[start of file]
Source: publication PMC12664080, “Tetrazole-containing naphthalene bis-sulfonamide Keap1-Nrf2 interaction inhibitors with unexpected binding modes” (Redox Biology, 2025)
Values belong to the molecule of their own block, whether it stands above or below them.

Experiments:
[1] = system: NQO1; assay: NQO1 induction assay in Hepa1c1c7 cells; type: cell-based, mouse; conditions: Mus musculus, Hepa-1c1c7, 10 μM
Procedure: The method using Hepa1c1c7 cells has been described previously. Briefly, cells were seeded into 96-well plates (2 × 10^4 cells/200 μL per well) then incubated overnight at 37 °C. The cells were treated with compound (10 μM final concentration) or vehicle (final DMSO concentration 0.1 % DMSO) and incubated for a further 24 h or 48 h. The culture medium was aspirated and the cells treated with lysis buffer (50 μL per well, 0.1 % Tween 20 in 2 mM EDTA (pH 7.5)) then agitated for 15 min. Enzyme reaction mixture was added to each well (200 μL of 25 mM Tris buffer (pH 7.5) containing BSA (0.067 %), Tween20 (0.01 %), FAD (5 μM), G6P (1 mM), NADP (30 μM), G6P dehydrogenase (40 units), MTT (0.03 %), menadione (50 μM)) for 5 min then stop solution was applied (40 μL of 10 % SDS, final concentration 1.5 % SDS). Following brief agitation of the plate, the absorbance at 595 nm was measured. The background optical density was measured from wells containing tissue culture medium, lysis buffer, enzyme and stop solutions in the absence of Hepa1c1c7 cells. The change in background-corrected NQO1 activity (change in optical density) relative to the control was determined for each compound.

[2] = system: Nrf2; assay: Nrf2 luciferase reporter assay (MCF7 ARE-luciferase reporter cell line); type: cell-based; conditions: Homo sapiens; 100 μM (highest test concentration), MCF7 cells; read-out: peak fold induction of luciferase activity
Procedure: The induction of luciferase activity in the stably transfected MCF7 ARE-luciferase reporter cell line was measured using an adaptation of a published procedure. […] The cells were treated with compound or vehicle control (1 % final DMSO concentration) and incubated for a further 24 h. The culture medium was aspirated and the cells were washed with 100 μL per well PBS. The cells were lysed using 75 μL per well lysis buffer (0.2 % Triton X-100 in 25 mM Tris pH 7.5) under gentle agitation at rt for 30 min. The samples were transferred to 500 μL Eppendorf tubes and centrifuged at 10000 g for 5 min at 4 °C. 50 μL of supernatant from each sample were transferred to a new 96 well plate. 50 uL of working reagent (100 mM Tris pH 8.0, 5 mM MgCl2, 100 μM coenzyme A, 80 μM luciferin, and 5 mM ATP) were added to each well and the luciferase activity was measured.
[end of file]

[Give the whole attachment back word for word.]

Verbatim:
Source: publication PMC12664080, “Tetrazole-containing naphthalene bis-sulfonamide Keap1-Nrf2 interaction inhibitors with unexpected binding modes” (Redox Biology, 2025)
Values belong to the molecule of their own block, whether it stands above or below them.

Experiments:
[1] = system: NQO1; assay: NQO1 induction assay in Hepa1c1c7 cells; type: cell-based, mouse; conditions: Mus musculus, Hepa-1c1c7, 10 μM
Procedure: The method using Hepa1c1c7 cells has been described previously. Briefly, cells were seeded into 96-well plates (2 × 10^4 cells/200 μL per well) then incubated overnight at 37 °C. The cells were treated with compound (10 μM final concentration) or vehicle (final DMSO concentration 0.1 % DMSO) and incubated for a further 24 h or 48 h. The culture medium was aspirated and the cells treated with lysis buffer (50 μL per well, 0.1 % Tween 20 in 2 mM EDTA (pH 7.5)) then agitated for 15 min. Enzyme reaction mixture was added to each well (200 μL of 25 mM Tris buffer (pH 7.5) containing BSA (0.067 %), Tween20 (0.01 %), FAD (5 μM), G6P (1 mM), NADP (30 μM), G6P dehydrogenase (40 units), MTT (0.03 %), menadione (50 μM)) for 5 min then stop solution was applied (40 μL of 10 % SDS, final concentration 1.5 % SDS). Following brief agitation of the plate, the absorbance at 595 nm was measured. The background optical density was measured from wells containing tissue culture medium, lysis buffer, enzyme and stop solutions in the absence of Hepa1c1c7 cells. The change in background-corrected NQO1 activity (change in optical density) relative to the control was determined for each compound.

[2] = system: Nrf2; assay: Nrf2 luciferase reporter assay (MCF7 ARE-luciferase reporter cell line); type: cell-based; conditions: Homo sapiens; 100 μM (highest test concentration), MCF7 cells; read-out: peak fold induction of luciferase activity
Procedure: The induction of luciferase activity in the stably transfected MCF7 ARE-luciferase reporter cell line was measured using an adaptation of a published procedure. […] The cells were treated with compound or vehicle control (1 % final DMSO concentration) and incubated for a further 24 h. The culture medium was aspirated and the cells were washed with 100 μL per well PBS. The cells were lysed using 75 μL per well lysis buffer (0.2 % Triton X-100 in 25 mM Tris pH 7.5) under gentle agitation at rt for 30 min. The samples were transferred to 500 μL Eppendorf tubes and centrifuged at 10000 g for 5 min at 4 °C. 50 μL of supernatant from each sample were transferred to a new 96 well plate. 50 uL of working reagent (100 mM Tris pH 8.0, 5 mM MgCl2, 100 μM coenzyme A, 80 μM luciferin, and 5 mM ATP) were added to each well and the luciferase activity was measured.